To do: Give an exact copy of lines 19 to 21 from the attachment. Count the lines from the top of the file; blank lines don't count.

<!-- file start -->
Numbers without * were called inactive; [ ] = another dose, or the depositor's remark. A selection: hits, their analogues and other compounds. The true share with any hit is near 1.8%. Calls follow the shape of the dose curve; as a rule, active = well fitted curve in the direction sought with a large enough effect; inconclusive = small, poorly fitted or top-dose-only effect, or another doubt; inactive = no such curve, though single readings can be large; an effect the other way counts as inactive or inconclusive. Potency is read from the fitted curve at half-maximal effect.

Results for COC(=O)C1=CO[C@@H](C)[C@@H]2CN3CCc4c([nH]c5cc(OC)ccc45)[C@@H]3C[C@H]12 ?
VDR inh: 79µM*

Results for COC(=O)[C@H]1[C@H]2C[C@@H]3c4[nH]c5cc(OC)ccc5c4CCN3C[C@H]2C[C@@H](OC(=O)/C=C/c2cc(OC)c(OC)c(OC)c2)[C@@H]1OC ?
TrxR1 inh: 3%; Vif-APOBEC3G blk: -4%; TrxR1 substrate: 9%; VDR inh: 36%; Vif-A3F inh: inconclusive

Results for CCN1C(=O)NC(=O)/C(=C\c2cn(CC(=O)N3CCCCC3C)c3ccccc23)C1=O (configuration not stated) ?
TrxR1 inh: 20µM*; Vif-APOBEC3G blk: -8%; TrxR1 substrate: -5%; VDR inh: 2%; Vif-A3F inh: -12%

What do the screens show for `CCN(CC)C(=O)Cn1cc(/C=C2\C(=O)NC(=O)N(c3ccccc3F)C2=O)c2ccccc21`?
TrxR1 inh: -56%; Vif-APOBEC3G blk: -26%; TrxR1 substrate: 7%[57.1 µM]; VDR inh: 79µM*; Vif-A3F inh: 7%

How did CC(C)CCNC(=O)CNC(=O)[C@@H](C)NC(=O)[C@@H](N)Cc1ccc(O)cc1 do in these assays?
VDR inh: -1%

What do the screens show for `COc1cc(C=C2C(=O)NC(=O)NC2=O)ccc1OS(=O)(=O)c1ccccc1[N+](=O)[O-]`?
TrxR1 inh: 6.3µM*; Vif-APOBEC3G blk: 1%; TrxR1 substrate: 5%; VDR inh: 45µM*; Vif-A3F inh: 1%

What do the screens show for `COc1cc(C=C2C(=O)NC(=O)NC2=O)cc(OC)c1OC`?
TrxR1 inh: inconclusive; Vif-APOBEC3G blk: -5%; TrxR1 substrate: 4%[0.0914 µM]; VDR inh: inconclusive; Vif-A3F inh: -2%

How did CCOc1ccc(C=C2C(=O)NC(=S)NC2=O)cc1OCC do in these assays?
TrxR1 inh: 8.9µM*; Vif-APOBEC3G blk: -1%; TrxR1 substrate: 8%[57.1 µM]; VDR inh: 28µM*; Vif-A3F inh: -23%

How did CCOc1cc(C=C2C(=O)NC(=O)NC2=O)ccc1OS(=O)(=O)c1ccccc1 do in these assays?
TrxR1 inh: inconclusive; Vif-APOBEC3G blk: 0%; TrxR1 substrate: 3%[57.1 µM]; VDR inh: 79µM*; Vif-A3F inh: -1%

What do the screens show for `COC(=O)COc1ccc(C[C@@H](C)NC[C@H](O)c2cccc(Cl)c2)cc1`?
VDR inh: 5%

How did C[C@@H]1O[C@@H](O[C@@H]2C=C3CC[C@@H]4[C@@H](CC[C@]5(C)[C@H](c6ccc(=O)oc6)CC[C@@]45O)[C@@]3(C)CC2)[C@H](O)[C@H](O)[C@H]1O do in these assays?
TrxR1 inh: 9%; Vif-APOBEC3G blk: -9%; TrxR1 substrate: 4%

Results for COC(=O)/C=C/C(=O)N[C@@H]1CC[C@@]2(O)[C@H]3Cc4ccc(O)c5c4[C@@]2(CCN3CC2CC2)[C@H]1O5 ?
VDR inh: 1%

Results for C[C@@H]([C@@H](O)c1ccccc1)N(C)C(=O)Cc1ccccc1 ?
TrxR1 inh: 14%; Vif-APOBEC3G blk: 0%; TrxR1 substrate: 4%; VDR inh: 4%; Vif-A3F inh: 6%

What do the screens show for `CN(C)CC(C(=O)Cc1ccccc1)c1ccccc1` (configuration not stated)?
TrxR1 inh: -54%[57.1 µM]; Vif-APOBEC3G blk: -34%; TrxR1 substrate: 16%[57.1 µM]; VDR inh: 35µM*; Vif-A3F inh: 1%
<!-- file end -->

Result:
TrxR1 inh: inconclusive; Vif-APOBEC3G blk: 0%; TrxR1 substrate: 3%[57.1 µM]; VDR inh: 79µM*; Vif-A3F inh: -1%

What do the screens show for `COC(=O)COc1ccc(C[C@@H](C)NC[C@H](O)c2cccc(Cl)c2)cc1`?
VDR inh: 5%